Anyone else see those giant dark clouds gathering on this season of 'The Affair'?
Previously on The Affair: Everything happened.
We open this season with Noah awaking from a dream — one that’s seems awfully angst-ridden, set somewhere dark and hazy, maybe or maybe not running down a man who may or may not be Scott Lockhart, on a dark and windy road. (This episode was written by show creator Sarah Treem, so my guess is that anything that appears obvious isn’t.) But then he wakes up and, wait a second, now he’s in my dream. Well, my dream house anyway.This place is incredible! It’s on the water with its own dock, and inside it’s airy and oozing with charm. It’s so charming, it even has an old-timey toilet — one that Noah yanks too hard and appears to break. Charm is tough sometimes.
Turns out my dream house is in Cold Spring, N.Y. — a not-too-terrible commute into the city — where Noah is meeting with Harry, his editor. Harry is not into the new ending of the book. Noah argues for subtlety. I love it when the show sort of sits up straight and talks to directly to us, the audience:
Harry: “It’s two people sitting down to dinner!”
Noah: “With an unimaginable secret between them.”
Then later, getting all sorts of meta when it comes to this show, Noah says: “Murder is salacious. It’s cheap.”
Harry: “It doesn’t have to be: have you read Of Mice and Men?”
Oh, The Affair, how I have missed you. There’s lots of money talk — Noah can’t get more of what’s owed to him until he has an accepted manuscript. Harry also wants to know just how much of the book is what went down with him and Alison and the Lockhart gang. Noah gives the answer all writers will (and, by the way, they are always lying): It’s just fiction. More Steinbeck is name dropped; make of that what you will.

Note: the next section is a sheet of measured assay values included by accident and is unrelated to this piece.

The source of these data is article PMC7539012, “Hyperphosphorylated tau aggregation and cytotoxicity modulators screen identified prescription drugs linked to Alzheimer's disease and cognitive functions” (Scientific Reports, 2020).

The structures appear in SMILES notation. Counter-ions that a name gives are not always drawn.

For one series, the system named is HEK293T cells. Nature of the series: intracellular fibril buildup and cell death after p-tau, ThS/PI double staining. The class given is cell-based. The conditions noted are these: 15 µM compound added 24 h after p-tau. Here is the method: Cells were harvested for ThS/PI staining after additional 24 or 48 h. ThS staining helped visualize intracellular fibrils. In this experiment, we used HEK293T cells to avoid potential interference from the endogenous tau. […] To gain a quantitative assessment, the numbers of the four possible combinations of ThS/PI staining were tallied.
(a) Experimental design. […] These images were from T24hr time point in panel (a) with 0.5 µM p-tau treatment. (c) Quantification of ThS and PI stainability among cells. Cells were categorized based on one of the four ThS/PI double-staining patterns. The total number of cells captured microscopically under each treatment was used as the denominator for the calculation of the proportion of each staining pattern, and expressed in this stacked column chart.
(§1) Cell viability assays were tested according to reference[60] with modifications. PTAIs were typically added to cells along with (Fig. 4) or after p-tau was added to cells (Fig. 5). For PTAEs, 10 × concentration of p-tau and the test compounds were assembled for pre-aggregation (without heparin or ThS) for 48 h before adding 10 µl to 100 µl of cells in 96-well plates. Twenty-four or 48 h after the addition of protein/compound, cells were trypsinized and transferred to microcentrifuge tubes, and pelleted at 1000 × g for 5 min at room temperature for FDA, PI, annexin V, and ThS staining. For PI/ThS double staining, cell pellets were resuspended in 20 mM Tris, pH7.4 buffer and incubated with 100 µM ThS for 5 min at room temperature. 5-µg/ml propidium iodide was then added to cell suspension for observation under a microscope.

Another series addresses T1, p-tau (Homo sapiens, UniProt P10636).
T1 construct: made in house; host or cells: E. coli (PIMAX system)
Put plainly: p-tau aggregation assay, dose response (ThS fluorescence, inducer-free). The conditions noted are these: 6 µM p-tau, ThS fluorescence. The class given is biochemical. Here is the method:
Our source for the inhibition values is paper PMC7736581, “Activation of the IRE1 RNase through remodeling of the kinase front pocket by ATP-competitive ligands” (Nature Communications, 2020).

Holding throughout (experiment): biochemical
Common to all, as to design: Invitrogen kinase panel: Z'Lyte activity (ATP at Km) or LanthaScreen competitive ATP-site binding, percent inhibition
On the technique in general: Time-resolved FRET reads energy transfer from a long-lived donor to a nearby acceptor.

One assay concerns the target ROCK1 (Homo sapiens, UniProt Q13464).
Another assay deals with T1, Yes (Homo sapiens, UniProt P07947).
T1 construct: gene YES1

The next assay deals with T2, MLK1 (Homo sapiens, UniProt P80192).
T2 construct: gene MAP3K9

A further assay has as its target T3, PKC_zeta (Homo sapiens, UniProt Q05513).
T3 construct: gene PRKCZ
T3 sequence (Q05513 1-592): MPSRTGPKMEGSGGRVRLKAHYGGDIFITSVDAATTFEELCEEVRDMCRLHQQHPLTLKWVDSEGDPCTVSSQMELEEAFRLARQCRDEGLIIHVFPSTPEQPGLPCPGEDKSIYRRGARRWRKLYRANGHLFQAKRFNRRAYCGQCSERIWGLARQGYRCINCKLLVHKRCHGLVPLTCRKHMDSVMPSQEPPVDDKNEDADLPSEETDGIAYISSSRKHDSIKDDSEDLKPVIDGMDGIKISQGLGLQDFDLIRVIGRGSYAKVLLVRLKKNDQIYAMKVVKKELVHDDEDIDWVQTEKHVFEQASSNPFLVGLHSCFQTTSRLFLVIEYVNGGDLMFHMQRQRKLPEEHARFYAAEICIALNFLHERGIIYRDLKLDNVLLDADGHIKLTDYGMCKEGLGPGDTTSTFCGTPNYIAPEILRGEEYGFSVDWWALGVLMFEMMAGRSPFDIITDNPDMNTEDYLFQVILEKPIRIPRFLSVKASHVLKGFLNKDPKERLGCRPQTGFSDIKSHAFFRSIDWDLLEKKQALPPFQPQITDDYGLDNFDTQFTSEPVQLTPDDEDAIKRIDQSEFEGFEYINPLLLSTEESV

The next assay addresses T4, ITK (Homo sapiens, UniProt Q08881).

Afterward Harry walks through Fort Greene, Brooklyn, and runs into a friend from the neighborhood. They awkwardly chit-chat about getting together. Noah gets a little twitchy. He rounds the corner, and we see why: There’s a moving truck waiting, along with two young guys hanging out. Noah tells them to wait and he’ll bring his stuff out.
Margaret greets him icily at the door and informs him she sent the kids away. They immediately start sniping at each other — she tells him that his things are the basement. By things, she means a couple of suitcases and a cheap, purple folding chair. There’s talk of how nasty things will get and how Noah is just after money. He flips his lid a little and starts grabbing books off the shelf, which enrages Margaret further (not that she needed much help), and when he grabs a painting off the wall — one that his father painted — things boil over. Noah tells her through clenched teeth that if she doesn’t move aside he’ll kick her down the stairs.
Of course that’s when poor, stomach-aching Martin comes to the door. Oops, turns out he was home after all. Kudos to the writers, by the way, on Martin’s stomachache — a sign, perhaps, that Martin is internalizing unhappiness. Anyway, Noah is bummed because he wanted to take Martin to a Yankees game but now can’t because Martin is seeing a therapist.